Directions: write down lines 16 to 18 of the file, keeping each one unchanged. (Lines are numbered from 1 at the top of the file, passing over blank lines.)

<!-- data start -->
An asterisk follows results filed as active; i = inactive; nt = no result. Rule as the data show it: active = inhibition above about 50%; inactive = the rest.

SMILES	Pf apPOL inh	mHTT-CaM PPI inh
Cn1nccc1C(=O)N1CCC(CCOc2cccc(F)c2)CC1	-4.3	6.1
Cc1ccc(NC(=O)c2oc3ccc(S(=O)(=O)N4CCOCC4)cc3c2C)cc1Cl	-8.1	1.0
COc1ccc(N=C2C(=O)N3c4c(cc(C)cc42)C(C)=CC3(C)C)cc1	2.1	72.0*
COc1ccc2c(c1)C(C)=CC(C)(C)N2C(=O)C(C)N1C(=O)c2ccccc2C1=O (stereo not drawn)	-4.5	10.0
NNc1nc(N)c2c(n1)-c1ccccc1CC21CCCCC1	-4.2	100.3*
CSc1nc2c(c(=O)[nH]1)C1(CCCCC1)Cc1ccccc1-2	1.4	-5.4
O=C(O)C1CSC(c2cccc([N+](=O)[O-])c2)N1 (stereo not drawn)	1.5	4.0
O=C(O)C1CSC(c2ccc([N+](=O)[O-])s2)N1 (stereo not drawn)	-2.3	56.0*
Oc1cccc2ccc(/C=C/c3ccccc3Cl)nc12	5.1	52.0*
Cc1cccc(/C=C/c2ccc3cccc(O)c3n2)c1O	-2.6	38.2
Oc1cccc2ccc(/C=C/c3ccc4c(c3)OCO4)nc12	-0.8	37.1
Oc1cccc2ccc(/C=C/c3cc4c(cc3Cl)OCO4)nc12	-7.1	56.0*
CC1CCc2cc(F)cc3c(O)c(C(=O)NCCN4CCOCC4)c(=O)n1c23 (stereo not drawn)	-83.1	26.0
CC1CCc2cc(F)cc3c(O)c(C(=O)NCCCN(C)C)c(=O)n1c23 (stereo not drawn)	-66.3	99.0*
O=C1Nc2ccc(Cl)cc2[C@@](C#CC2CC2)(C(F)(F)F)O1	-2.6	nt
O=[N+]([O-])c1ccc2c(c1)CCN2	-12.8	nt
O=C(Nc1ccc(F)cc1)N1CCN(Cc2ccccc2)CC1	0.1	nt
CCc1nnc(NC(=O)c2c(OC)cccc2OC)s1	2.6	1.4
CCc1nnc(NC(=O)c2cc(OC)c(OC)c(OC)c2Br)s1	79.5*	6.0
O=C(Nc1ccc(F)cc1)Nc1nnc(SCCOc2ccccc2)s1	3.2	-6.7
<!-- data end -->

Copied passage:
CC1CCc2cc(F)cc3c(O)c(C(=O)NCCCN(C)C)c(=O)n1c23 (stereo not drawn)	-66.3	99.0*
O=C1Nc2ccc(Cl)cc2[C@@](C#CC2CC2)(C(F)(F)F)O1	-2.6	nt
O=[N+]([O-])c1ccc2c(c1)CCN2	-12.8	nt